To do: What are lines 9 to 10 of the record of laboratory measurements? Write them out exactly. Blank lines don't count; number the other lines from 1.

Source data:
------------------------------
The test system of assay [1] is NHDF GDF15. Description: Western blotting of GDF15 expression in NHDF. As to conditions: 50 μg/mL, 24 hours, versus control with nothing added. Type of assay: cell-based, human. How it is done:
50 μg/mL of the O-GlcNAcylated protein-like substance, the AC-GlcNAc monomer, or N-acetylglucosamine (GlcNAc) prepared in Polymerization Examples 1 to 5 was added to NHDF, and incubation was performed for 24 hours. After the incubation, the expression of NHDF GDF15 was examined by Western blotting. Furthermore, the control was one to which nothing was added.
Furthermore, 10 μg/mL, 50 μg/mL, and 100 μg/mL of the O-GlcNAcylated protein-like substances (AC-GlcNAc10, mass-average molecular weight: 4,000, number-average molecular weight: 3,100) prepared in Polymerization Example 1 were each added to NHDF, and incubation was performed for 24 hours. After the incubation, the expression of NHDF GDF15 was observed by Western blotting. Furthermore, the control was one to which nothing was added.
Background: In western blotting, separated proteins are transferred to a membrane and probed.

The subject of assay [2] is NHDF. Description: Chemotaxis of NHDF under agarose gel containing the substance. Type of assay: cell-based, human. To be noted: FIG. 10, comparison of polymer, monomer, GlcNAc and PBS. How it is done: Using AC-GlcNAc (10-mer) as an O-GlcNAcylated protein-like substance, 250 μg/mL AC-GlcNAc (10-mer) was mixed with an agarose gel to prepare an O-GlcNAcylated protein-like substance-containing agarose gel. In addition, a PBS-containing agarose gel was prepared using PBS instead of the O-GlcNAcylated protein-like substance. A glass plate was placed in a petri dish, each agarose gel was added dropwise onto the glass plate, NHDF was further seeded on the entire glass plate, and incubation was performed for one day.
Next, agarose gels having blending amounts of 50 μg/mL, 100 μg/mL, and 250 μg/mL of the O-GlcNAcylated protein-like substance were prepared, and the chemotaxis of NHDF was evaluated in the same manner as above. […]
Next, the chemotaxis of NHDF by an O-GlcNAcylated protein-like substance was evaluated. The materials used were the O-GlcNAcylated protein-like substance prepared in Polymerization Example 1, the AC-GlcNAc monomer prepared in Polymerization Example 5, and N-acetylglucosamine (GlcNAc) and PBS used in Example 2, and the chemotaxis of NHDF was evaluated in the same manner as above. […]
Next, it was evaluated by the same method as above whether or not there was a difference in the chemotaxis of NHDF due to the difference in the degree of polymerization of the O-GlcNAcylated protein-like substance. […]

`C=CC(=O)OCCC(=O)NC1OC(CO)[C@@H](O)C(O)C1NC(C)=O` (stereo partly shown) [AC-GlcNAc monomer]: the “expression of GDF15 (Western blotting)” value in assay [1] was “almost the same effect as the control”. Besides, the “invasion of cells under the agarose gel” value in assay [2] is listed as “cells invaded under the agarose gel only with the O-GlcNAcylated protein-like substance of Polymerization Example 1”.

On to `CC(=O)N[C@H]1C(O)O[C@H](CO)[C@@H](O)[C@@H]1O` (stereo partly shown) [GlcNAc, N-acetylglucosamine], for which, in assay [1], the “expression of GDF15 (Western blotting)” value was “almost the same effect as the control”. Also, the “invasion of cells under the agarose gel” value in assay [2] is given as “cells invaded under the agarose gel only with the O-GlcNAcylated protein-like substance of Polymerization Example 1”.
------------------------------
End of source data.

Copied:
`C=CC(=O)OCCC(=O)NC1OC(CO)[C@@H](O)C(O)C1NC(C)=O` (stereo partly shown) [AC-GlcNAc monomer]: the “expression of GDF15 (Western blotting)” value in assay [1] was “almost the same effect as the control”. Besides, the “invasion of cells under the agarose gel” value in assay [2] is listed as “cells invaded under the agarose gel only with the O-GlcNAcylated protein-like substance of Polymerization Example 1”.

On to `CC(=O)N[C@H]1C(O)O[C@H](CO)[C@@H](O)[C@@H]1O` (stereo partly shown) [GlcNAc, N-acetylglucosamine], for which, in assay [1], the “expression of GDF15 (Western blotting)” value was “almost the same effect as the control”. Also, the “invasion of cells under the agarose gel” value in assay [2] is given as “cells invaded under the agarose gel only with the O-GlcNAcylated protein-like substance of Polymerization Example 1”.